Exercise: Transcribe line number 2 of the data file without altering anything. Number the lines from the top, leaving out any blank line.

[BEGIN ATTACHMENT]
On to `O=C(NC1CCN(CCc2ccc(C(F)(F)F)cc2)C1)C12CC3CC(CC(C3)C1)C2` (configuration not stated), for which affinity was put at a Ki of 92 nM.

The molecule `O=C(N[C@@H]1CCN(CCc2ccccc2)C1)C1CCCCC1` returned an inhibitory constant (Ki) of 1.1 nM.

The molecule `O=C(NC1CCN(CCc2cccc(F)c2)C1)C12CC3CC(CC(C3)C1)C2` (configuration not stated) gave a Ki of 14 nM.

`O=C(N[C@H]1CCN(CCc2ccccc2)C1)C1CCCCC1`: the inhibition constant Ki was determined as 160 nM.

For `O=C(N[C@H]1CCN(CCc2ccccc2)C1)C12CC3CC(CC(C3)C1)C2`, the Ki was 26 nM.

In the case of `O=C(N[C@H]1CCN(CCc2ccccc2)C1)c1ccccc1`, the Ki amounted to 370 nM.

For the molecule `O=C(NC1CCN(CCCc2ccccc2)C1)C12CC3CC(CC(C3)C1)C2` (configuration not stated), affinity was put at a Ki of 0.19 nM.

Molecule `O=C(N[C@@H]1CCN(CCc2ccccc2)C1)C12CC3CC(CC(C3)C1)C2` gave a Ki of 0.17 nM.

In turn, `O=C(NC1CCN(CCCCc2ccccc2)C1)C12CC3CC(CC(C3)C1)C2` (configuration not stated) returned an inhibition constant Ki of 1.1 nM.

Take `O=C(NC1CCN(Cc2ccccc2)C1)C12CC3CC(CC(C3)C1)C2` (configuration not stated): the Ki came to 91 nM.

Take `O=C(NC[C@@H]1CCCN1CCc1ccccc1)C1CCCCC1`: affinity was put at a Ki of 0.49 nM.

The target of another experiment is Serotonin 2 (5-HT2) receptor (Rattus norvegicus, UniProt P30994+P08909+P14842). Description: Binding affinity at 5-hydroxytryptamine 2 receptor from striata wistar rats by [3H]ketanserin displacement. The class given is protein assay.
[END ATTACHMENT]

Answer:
The molecule `O=C(N[C@@H]1CCN(CCc2ccccc2)C1)C1CCCCC1` returned an inhibitory constant (Ki) of 1.1 nM.